UPDATED: FDA panel recommends approving Alexza's inhaled antipsychotic in split vote
An FDA panel of experts recommended approval for Alexza Pharmaceuticals' ($ALXA) inhaled, fast-acting antipsychotic drug Adasuve, as long as the company limits the dose to once a day and follows regulators' risk-mitigation plan.
The Dec. 12 vote, however, landed barely in the favorable column--9 to 8 recommending approval, because of safety concerns over the treatment and its drug delivery system. Investors still liked the decision, driving the stock up 76% in early trading to $1.06, Bloomberg News reported. Alexza, based in Mountain View, CA, hopes to gain FDA approval and begin marketing the drug in 2012, CEO Thomas King said in a statement. Bloomberg noted in advance of the meeting that regulators have had genuine concerns about Adasuve, warning that it could harm some patients, making them vulnerable to respiratory problems or death.
The treatment, designed to address acute agitation related to schizophrenia or bipolar I disorder in adults, is a vaporized form of loxapine, a longtime antipsychotic. Alexza developed a proprietary hand-held inhalation device to deliver the vaporized drug directly to the lungs, so it can be absorbed more quickly through the bloodstream, a previous Bloomberg story explains.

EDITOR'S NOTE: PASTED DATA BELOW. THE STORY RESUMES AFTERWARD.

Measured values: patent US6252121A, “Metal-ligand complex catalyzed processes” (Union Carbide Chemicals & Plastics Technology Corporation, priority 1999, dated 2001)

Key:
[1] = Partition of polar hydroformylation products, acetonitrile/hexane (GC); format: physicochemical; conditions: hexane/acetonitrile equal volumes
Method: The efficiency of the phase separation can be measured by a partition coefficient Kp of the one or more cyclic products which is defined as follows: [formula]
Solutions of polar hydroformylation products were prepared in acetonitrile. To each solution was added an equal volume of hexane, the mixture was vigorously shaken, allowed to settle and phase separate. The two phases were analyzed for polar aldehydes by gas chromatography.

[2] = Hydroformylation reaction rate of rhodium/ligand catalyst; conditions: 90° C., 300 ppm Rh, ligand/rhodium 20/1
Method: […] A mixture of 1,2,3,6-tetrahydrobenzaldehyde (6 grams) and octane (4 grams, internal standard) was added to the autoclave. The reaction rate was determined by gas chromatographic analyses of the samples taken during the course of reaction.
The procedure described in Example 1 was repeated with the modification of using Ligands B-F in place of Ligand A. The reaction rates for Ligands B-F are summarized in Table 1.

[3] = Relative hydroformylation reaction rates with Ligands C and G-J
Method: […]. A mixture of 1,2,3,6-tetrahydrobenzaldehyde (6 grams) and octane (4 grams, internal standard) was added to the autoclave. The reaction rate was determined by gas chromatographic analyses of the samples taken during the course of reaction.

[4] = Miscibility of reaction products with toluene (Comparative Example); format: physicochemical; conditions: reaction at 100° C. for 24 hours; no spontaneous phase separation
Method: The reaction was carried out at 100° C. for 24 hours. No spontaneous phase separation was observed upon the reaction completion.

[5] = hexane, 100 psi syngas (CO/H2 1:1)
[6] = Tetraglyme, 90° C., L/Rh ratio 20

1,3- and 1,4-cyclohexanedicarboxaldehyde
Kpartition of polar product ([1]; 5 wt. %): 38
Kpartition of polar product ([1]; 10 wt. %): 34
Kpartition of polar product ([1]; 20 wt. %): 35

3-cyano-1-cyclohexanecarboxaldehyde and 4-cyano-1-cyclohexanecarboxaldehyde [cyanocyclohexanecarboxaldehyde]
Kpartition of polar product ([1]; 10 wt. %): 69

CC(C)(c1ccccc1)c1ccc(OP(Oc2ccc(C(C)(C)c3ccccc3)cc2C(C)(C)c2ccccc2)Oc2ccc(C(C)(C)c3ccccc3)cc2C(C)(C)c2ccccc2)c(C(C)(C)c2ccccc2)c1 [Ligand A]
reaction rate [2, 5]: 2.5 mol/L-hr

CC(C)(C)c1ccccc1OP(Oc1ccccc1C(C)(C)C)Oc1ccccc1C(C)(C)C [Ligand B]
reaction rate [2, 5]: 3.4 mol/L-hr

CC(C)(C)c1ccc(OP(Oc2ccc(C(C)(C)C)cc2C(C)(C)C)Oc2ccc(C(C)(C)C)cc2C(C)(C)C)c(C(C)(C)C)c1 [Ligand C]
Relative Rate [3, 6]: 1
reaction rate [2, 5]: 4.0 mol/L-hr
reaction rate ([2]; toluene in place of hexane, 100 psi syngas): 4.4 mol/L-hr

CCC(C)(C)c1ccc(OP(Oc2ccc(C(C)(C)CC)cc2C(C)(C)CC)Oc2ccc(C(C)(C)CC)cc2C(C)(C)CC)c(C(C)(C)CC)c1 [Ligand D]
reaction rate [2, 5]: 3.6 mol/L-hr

Adasuve may be fast-acting--working within 10 minutes of inhalation, according to a company-funded study. But regulators in advance of the hearing said some patients will need respiratory care after an Adasuve dose, and others "will be at risk for respiratory failure and death," Bloomberg quoted the FDA as saying.
The FDA declined to approve the drug a little more than a year ago, according to the Bloomberg article, in part because of concerns over pulmonary toxicity. The company resubmitted its FDA approval application in August, with additional proposals to screen for respiratory problems and conduct patient monitoring.